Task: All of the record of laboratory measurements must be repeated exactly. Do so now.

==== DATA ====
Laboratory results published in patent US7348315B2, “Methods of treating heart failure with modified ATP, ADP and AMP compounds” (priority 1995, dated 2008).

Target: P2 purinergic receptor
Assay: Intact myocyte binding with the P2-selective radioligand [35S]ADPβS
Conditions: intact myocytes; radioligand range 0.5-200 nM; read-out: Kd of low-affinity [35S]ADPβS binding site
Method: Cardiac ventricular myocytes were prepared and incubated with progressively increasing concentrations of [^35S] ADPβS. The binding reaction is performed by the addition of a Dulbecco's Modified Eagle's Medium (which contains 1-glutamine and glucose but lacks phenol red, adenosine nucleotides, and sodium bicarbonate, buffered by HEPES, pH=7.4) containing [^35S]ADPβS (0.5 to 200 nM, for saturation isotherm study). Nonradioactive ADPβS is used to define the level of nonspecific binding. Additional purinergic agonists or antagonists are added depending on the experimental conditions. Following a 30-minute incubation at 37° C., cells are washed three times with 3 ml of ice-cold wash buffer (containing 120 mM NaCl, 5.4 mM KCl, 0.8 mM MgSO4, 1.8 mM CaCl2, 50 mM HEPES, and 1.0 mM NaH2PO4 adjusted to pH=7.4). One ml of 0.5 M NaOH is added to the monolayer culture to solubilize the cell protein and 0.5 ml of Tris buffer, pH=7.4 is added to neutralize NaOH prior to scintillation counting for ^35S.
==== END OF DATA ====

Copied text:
Laboratory results published in patent US7348315B2, “Methods of treating heart failure with modified ATP, ADP and AMP compounds” (priority 1995, dated 2008).

Target: P2 purinergic receptor
Assay: Intact myocyte binding with the P2-selective radioligand [35S]ADPβS
Conditions: intact myocytes; radioligand range 0.5-200 nM; read-out: Kd of low-affinity [35S]ADPβS binding site
Method: Cardiac ventricular myocytes were prepared and incubated with progressively increasing concentrations of [^35S] ADPβS. The binding reaction is performed by the addition of a Dulbecco's Modified Eagle's Medium (which contains 1-glutamine and glucose but lacks phenol red, adenosine nucleotides, and sodium bicarbonate, buffered by HEPES, pH=7.4) containing [^35S]ADPβS (0.5 to 200 nM, for saturation isotherm study). Nonradioactive ADPβS is used to define the level of nonspecific binding. Additional purinergic agonists or antagonists are added depending on the experimental conditions. Following a 30-minute incubation at 37° C., cells are washed three times with 3 ml of ice-cold wash buffer (containing 120 mM NaCl, 5.4 mM KCl, 0.8 mM MgSO4, 1.8 mM CaCl2, 50 mM HEPES, and 1.0 mM NaH2PO4 adjusted to pH=7.4). One ml of 0.5 M NaOH is added to the monolayer culture to solubilize the cell protein and 0.5 ml of Tris buffer, pH=7.4 is added to neutralize NaOH prior to scintillation counting for ^35S.